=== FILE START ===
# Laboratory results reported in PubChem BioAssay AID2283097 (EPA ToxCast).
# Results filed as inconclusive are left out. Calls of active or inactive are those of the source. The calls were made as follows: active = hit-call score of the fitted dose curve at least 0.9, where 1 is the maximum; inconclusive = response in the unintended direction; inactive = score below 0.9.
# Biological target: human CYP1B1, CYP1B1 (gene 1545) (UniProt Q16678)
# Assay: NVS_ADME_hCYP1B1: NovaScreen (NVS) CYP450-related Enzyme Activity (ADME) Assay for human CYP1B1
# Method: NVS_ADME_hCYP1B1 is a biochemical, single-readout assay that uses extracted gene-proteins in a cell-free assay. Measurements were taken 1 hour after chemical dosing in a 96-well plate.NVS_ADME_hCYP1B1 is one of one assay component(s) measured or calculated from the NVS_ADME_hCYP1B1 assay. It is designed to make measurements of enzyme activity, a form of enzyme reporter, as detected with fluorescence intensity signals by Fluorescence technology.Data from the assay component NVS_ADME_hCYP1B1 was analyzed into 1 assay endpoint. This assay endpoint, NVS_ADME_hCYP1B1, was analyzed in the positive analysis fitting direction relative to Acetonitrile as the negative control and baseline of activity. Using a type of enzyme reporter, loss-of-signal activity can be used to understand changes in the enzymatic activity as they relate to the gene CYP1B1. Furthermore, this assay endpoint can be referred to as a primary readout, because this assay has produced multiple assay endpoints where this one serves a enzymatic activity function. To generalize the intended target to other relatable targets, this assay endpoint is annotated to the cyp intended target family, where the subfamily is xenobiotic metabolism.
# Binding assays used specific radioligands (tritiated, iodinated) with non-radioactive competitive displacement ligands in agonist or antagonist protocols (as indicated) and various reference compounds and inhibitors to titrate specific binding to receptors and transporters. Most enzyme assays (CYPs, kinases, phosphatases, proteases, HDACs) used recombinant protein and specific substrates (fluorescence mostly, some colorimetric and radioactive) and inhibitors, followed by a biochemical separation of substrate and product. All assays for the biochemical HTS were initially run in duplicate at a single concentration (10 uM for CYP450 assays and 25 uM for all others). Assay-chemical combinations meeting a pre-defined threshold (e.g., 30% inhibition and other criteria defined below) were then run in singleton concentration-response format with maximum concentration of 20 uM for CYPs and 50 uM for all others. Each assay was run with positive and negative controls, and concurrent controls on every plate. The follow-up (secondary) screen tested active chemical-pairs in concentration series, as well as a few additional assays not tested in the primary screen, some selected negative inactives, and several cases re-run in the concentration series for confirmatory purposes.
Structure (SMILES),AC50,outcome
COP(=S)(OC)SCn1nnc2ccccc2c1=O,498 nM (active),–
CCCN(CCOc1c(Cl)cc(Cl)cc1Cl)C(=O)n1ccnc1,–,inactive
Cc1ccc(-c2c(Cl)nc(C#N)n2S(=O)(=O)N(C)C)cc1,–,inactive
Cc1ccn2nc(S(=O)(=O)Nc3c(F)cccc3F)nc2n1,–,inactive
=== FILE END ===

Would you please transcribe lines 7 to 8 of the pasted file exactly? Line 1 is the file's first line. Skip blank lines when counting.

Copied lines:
Structure (SMILES),AC50,outcome
COP(=S)(OC)SCn1nnc2ccccc2c1=O,498 nM (active),–